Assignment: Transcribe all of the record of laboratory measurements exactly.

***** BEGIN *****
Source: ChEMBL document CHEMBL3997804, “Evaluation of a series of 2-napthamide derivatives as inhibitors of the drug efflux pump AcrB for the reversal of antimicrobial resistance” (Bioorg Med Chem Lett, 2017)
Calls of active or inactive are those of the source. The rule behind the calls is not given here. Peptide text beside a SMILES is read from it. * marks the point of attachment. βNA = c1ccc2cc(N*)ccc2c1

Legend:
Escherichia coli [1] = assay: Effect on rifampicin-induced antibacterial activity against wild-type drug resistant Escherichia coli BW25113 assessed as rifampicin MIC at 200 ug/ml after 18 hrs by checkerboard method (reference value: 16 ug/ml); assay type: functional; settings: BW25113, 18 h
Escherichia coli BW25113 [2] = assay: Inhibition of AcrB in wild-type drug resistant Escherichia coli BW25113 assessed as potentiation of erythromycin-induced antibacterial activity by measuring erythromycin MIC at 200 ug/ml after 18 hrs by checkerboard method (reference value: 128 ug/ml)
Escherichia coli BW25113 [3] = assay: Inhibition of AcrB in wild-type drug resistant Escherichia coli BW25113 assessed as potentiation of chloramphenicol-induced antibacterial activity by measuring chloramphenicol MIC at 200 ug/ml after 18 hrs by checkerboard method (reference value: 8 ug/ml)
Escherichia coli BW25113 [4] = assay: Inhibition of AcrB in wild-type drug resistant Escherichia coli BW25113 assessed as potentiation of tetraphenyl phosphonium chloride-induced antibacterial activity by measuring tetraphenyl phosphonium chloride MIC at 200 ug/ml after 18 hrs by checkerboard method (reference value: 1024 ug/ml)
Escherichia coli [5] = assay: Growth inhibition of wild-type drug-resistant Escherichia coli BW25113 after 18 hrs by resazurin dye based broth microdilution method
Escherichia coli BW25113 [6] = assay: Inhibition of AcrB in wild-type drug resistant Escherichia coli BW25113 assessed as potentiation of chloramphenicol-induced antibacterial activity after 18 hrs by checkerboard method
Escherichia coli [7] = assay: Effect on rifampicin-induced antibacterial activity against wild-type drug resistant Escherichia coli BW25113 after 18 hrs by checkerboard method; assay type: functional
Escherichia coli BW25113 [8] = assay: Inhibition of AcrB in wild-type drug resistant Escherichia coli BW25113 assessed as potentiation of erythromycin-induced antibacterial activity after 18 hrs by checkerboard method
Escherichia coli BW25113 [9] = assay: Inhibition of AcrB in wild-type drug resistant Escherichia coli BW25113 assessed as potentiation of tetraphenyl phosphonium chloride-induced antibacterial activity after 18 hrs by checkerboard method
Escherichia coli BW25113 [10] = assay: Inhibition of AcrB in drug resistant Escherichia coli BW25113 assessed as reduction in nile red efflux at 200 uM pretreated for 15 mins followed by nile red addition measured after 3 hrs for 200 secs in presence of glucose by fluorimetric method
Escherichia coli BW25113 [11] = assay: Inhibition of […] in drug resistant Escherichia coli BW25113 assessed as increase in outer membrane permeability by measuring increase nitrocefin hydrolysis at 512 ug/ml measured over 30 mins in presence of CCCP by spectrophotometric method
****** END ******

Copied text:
Source: ChEMBL document CHEMBL3997804, “Evaluation of a series of 2-napthamide derivatives as inhibitors of the drug efflux pump AcrB for the reversal of antimicrobial resistance” (Bioorg Med Chem Lett, 2017)
Calls of active or inactive are those of the source. The rule behind the calls is not given here. Peptide text beside a SMILES is read from it. * marks the point of attachment. βNA = c1ccc2cc(N*)ccc2c1

Legend:
Escherichia coli [1] = assay: Effect on rifampicin-induced antibacterial activity against wild-type drug resistant Escherichia coli BW25113 assessed as rifampicin MIC at 200 ug/ml after 18 hrs by checkerboard method (reference value: 16 ug/ml); assay type: functional; settings: BW25113, 18 h
Escherichia coli BW25113 [2] = assay: Inhibition of AcrB in wild-type drug resistant Escherichia coli BW25113 assessed as potentiation of erythromycin-induced antibacterial activity by measuring erythromycin MIC at 200 ug/ml after 18 hrs by checkerboard method (reference value: 128 ug/ml)
Escherichia coli BW25113 [3] = assay: Inhibition of AcrB in wild-type drug resistant Escherichia coli BW25113 assessed as potentiation of chloramphenicol-induced antibacterial activity by measuring chloramphenicol MIC at 200 ug/ml after 18 hrs by checkerboard method (reference value: 8 ug/ml)
Escherichia coli BW25113 [4] = assay: Inhibition of AcrB in wild-type drug resistant Escherichia coli BW25113 assessed as potentiation of tetraphenyl phosphonium chloride-induced antibacterial activity by measuring tetraphenyl phosphonium chloride MIC at 200 ug/ml after 18 hrs by checkerboard method (reference value: 1024 ug/ml)
Escherichia coli [5] = assay: Growth inhibition of wild-type drug-resistant Escherichia coli BW25113 after 18 hrs by resazurin dye based broth microdilution method
Escherichia coli BW25113 [6] = assay: Inhibition of AcrB in wild-type drug resistant Escherichia coli BW25113 assessed as potentiation of chloramphenicol-induced antibacterial activity after 18 hrs by checkerboard method
Escherichia coli [7] = assay: Effect on rifampicin-induced antibacterial activity against wild-type drug resistant Escherichia coli BW25113 after 18 hrs by checkerboard method; assay type: functional
Escherichia coli BW25113 [8] = assay: Inhibition of AcrB in wild-type drug resistant Escherichia coli BW25113 assessed as potentiation of erythromycin-induced antibacterial activity after 18 hrs by checkerboard method
Escherichia coli BW25113 [9] = assay: Inhibition of AcrB in wild-type drug resistant Escherichia coli BW25113 assessed as potentiation of tetraphenyl phosphonium chloride-induced antibacterial activity after 18 hrs by checkerboard method
Escherichia coli BW25113 [10] = assay: Inhibition of AcrB in drug resistant Escherichia coli BW25113 assessed as reduction in nile red efflux at 200 uM pretreated for 15 mins followed by nile red addition measured after 3 hrs for 200 secs in presence of glucose by fluorimetric method
Escherichia coli BW25113 [11] = assay: Inhibition of […] in drug resistant Escherichia coli BW25113 assessed as increase in outer membrane permeability by measuring increase nitrocefin hydrolysis at 512 ug/ml measured over 30 mins in presence of CCCP by spectrophotometric method